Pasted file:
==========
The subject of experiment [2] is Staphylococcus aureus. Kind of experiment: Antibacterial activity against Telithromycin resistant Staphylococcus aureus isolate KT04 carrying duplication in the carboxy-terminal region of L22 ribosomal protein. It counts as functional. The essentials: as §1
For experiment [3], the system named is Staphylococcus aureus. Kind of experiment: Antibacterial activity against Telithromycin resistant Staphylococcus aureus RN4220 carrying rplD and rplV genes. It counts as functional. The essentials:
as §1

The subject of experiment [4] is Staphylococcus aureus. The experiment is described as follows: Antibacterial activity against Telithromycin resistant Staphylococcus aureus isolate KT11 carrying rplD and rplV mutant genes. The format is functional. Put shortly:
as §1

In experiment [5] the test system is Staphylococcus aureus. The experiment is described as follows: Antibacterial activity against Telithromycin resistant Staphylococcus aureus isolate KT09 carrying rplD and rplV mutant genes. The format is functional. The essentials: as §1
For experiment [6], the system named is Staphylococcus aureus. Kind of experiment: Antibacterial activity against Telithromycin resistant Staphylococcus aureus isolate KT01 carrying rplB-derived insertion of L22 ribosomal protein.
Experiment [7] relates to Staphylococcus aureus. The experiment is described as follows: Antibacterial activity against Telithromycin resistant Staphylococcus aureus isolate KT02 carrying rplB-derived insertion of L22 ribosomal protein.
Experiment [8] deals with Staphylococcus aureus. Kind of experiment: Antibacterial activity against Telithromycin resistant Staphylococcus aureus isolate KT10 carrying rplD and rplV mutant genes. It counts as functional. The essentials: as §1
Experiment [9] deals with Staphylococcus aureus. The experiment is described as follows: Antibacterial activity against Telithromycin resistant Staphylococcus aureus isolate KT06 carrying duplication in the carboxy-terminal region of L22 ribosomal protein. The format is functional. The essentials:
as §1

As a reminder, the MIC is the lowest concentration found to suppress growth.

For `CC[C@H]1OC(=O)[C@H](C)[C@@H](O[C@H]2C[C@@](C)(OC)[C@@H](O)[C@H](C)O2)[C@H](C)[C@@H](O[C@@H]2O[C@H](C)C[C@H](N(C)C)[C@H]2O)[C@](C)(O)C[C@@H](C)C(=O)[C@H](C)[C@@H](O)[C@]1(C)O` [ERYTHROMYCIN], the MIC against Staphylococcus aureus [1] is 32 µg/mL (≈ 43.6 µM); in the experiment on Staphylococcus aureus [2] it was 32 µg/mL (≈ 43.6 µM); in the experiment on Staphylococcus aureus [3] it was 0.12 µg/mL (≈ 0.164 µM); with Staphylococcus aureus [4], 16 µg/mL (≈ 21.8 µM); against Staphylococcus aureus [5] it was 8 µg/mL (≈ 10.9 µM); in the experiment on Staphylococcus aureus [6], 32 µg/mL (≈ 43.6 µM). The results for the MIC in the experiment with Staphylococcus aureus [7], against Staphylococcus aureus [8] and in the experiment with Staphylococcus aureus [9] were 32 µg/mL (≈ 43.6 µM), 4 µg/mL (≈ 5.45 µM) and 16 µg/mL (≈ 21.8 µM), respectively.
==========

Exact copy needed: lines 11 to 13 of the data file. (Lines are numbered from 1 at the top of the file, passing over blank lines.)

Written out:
as §1

As a reminder, the MIC is the lowest concentration found to suppress growth.

For `CC[C@H]1OC(=O)[C@H](C)[C@@H](O[C@H]2C[C@@](C)(OC)[C@@H](O)[C@H](C)O2)[C@H](C)[C@@H](O[C@@H]2O[C@H](C)C[C@H](N(C)C)[C@H]2O)[C@](C)(O)C[C@@H](C)C(=O)[C@H](C)[C@@H](O)[C@]1(C)O` [ERYTHROMYCIN], the MIC against Staphylococcus aureus [1] is 32 µg/mL (≈ 43.6 µM); in the experiment on Staphylococcus aureus [2] it was 32 µg/mL (≈ 43.6 µM); in the experiment on Staphylococcus aureus [3] it was 0.12 µg/mL (≈ 0.164 µM); with Staphylococcus aureus [4], 16 µg/mL (≈ 21.8 µM); against Staphylococcus aureus [5] it was 8 µg/mL (≈ 10.9 µM); in the experiment on Staphylococcus aureus [6], 32 µg/mL (≈ 43.6 µM). The results for the MIC in the experiment with Staphylococcus aureus [7], against Staphylococcus aureus [8] and in the experiment with Staphylococcus aureus [9] were 32 µg/mL (≈ 43.6 µM), 4 µg/mL (≈ 5.45 µM) and 16 µg/mL (≈ 21.8 µM), respectively.